Arguably Romania’s most beautiful city, the vast architectural heritage of Sibiu is the result of different cultures. The former center of Transylvanian Saxons is today an important cultural and tourist center. Sections of the Old City Wall still surround the medieval city center, which is divided into the Upper Town and the Lower Town. In the Middle Ages, Saxon (German) settlers built several merchant houses within the walls. Plenty of old churches, cute historical houses and narrow alleys complete the feast.
Romanian buses are unreliable
It took us a long day of hitchhiking to get to Sibiu. We entered Romania via Timisoara where we spent a couple of days. After Timisoara we wanted to explore Transylvania, continuing our route to Sibiu. Though we found several bus connections online, when we arrived at the station there were no buses at all, so we had to hitchhike. It took us three hours for a car to stop and take us to Deva, and then just a few minutes for a pickup truck to Sibiu. The whole experience was brilliant, chatting with both drivers and enjoying great views. Completely exhausted, but happy, we arrived to Sibiu late that evening. After a brief moment to recover, we dashed to a local bar to celebrate our adventure. We had made it so we deserved a beer! Ok, more than one beer.
Staying in a historical building
Our initial plan was to book a room in the famous Old Town Hostel (now City Stay Hostel) on the Small Square. It was the best ranked accommodation at the time and had wonderful double rooms with bathroom for a very affordable price. Unfortunately, it was fully booked. The only other option was the Felinarul Hostel, equally beautiful but with no en suite bathrooms. I simply do not like sharing bathrooms, sorry. However, traveling is all about adjusting and to me as an architect, staying in a historical building is a must, so we booked it anyway. The place was amazing and everything was perfect, except for the cute dog constantly biting our feet.
Highlights of the Upper Town
We spent two days exploring Sibiu’s wonderful Old Town. Sibiu was the European Capital of Culture in 2007 so all of its buildings were fully restored. The city’s highlights are its three main squares: Piața Mare (Big market square), Piața Mică (Small square), and Piaţa Huet (Hayes square). In fact, the majority of important buildings are around the three. We climbed the tall Council Tower (Turnul Sfatului) on The Big Square and enjoyed unobstructed views of the city. We spent time on the same square admiring the lavishly decorated façades of Sibiu’s City Hall, Brukenthal Palace and the Roman Catholic Church.
The less visited Lower Town
After spending the first day in the Upper Town, we took the Stairs Passage (Pasajul Scarilor) to the Lower Town. The north side of the Lower Town is crisscrossed by cobbled streets and surrounded by cute historical houses, perfect to walk about. On the other hand, the southern part has a beautiful park and medieval towers. There’s even a large portion of the medieval city walls with four of the original towers: Harquebusiers’ Tower (Turnul Archebuzierilor), Carpenters’ Tower (Turnul Dulgherilor), Potters’ Tower (Turnul Olarilor) and Great Tower (Turnul Gros). Up we went to admire the views.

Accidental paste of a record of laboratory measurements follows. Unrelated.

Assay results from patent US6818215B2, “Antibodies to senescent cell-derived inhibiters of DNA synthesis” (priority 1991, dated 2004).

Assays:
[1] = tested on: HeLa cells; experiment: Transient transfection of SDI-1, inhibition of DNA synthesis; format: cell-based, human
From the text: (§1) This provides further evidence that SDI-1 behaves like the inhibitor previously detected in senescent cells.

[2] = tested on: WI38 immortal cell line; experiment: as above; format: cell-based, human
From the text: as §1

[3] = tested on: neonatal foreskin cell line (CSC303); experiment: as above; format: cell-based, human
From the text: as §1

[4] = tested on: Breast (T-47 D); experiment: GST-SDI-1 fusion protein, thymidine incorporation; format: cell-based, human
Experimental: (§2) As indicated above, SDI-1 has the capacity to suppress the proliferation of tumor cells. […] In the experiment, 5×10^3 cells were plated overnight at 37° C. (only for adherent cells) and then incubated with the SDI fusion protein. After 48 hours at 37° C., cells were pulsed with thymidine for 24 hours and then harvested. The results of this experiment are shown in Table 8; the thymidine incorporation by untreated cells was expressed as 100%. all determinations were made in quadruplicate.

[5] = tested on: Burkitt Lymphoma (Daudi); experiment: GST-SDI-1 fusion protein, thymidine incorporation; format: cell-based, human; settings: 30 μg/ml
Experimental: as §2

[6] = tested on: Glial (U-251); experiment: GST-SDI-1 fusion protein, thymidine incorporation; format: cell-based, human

Since there isn’t much to see outside of the Old Town, we explored it further. On the north side of the Small Square you’ll spot a small cast iron bridge that connects the Upper and Lower Towns, called the Bridge of Lies. Legend has it that the bridge has ears, and for every lie you say it cracks a little. I never lie so I don’t know if it’s true. Well, that was a lie, but I didn’t say it while crossing the bridge! Don’t miss the impressive 14th century Lutheran Cathedral of Saint Mary that sits on Hayes Square. The organ inside is the biggest in Southeast Europe.
Romania is a culinary heaven, just like every other Balkan country. Coming from Serbia, I didn’t expect much from its cuisine. After all, we share the same history: both Romania and Serbia were partly under the Austro-Hungarian and partly under Ottoman rule. Nevertheless, I tried Sarmale, rolls of cabbage leaves stuffed with rice and meat. I discovered that in Romania they serve it with Polenta, a boiled cornmeal. It was delicious, just like everything else we tried at the fantastic Sibiul Vechi Restaurant. Another restaurant that offers great food in a place full of atmosphere is the famous Golden Barrel, Romania’s oldest restaurant.
The main reason we came to Romania was to visit beautiful historical cities and the off the beaten track Fortified Churches. These churches are scattered all around Transylvania. UNESCO’s included the most important ones in its World Heritage Sites list. Close to Sibiu there is a wonderful example: the 12th century Cisnadie Fortified Church. If you don’t go to Brasov or Sighisoara, the latter provides a great insight into Romania’s medieval heritage and authentic Transylvanian village life. We didn’t have time to go because we focused on churches around Sighisoara. If you happen to go, please let us know what you think.